mare;Nge ;Gaa))ib hazaar yuu;N to na:zar me;N hargiz nah laavegaa tuu
kare;Nge .zaa))i(( ham aap hii ko bah tang ho kar tire ;huzuur ab

1) if a thousand {people / times we} will die hiddenly, {casually / like this}, then you will absolutely not bring it into view/attention
2) we will waste/destroy only/emphatically ourselves, having become vexed, in your presence, now



;Gaa))ib : 'Absent; hidden, concealed, unapparant, invisible; vanished; lost'. (Platts p.769)


yuu;N to : 'In this case; —generally speaking'. (Platts p.1253)


.zaa))i(( : 'Perishing, becoming lost or destroyed; lost, wasted, fruitless, abortive'. (Platts p.748)


tang : 'Contracted, straitened, confined, strait, narrow, tight; wanting, scarce, scanty, stinted, barren; distressed, poor, badly off; distracted, troubled, vexed; dejected, sad, sick (at heart)'. (Platts p.340)

S. R. Faruqi:

The sense of na:zar me;N laanaa is 'to pay attention to, to give importance to'. Here Mir has used it in the idiomatic and the dictionary meanings both. And mare;Nge ;Gaa))ib hazaar has two meanings. The first is that 'if we would die a thousand times in secret, or would die with however much trouble/pain'. The second is that 'even if a thousand people would die in secret'.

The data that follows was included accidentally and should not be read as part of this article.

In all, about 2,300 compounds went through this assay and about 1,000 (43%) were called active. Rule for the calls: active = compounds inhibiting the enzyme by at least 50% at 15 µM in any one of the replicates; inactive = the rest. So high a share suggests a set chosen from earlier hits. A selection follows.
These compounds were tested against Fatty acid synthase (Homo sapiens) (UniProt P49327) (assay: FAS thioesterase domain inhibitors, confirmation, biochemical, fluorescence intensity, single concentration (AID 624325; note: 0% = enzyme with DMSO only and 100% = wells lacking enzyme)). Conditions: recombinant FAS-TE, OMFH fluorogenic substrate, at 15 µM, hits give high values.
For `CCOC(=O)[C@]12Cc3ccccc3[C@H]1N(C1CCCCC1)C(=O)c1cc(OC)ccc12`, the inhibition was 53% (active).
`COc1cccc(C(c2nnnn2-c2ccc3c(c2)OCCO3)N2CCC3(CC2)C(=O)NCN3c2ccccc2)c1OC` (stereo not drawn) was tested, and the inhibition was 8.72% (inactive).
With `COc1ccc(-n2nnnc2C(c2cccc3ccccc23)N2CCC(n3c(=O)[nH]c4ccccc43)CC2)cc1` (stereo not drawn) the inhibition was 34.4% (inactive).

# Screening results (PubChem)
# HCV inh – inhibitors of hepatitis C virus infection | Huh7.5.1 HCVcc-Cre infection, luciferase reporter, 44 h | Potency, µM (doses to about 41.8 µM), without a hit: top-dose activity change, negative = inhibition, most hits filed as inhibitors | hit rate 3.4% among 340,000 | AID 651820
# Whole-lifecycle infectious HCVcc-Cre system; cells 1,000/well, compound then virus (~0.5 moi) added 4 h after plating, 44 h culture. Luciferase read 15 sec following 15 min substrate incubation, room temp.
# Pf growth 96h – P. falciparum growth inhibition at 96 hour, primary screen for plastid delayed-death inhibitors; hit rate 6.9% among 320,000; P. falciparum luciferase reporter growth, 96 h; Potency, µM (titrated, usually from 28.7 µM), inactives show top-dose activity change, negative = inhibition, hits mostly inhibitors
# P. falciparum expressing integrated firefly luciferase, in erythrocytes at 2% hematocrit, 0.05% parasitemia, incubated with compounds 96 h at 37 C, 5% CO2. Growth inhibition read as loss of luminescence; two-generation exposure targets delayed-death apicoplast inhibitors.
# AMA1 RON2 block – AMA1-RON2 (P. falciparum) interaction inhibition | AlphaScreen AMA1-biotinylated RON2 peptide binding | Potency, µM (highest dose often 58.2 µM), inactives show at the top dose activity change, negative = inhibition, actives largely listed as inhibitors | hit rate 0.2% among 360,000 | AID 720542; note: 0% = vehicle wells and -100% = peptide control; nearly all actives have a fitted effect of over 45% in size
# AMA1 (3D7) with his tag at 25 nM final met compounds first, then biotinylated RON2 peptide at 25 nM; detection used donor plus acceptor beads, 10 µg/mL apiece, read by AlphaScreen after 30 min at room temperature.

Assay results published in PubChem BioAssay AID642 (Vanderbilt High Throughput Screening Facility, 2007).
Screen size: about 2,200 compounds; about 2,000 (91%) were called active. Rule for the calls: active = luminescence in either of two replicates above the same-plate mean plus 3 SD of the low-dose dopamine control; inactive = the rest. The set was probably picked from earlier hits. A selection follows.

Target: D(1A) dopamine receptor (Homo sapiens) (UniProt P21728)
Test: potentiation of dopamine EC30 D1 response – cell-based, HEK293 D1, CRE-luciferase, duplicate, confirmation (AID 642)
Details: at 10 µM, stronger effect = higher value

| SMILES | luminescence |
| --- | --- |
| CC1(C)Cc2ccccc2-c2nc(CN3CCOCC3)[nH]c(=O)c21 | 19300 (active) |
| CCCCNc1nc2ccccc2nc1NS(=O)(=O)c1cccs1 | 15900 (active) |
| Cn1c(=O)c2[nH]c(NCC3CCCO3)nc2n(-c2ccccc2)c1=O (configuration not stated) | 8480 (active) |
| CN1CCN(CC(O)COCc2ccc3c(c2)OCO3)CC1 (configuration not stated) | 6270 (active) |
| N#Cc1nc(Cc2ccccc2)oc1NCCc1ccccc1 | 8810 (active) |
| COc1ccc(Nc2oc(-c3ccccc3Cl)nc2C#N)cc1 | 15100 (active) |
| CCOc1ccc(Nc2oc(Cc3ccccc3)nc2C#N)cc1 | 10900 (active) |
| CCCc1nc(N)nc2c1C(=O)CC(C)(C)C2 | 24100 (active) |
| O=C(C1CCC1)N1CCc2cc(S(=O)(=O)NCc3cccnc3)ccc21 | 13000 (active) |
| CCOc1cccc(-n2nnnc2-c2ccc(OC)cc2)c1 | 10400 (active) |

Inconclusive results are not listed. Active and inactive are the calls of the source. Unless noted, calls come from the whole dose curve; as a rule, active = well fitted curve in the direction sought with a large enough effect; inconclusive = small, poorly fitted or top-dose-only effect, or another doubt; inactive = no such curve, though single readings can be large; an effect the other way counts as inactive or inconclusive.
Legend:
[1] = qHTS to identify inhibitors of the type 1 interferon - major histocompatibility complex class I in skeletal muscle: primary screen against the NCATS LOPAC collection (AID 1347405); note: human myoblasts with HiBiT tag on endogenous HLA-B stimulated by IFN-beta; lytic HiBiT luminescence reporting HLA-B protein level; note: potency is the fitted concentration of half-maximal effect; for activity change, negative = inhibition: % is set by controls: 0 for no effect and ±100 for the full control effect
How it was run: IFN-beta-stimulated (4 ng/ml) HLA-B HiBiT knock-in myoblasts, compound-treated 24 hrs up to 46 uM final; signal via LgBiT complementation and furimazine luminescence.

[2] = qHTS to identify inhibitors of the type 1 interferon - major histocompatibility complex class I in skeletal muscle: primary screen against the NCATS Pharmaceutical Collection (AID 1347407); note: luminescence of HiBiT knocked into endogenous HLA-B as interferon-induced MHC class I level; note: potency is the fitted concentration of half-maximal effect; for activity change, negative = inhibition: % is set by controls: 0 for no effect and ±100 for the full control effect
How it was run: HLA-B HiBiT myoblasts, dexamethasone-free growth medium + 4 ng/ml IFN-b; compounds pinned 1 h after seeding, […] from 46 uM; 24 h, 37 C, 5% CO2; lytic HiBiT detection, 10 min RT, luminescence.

The psychological excellence in the verse is that the lover's longing is only that he may somehow come into the beloved's view/attention. In order to achieve this purpose, he is ready to commit suicide in front of the beloved, so that then the beloved would notice him. If we would depart from this life, and would receive no benefit from the beloved's attention, then so what? She will, one time, know us individually.

In modern times, some murderers and terrorists have manifested this very psychology. They say that they are doing all this so that somehow they would come into society's view/attention. Mir's psychological insight is worthy of praise, in that this theme occurred to him.



The yuu;N to is an intriguing 'midpoint' case. It can be read with the preceding clause: 'if a thousand {people / times we} will die hiddenly, {casually / like this}, then...'. Or it can be read with the following clause: '...{in this case / in general} you will absolutely not bring it into view/attention (see the definition of yuu;N to above). In addition, the double possibilities of explanation ('like this'), or refusal of explanation ('casually, by happenstance'), of yuu;N itself are both also activated by the second line.

Similarly, bah tang ho kar can be read as part either of 'we will destroy ourselves, having become vexed', or of 'having become vexed in your presence'.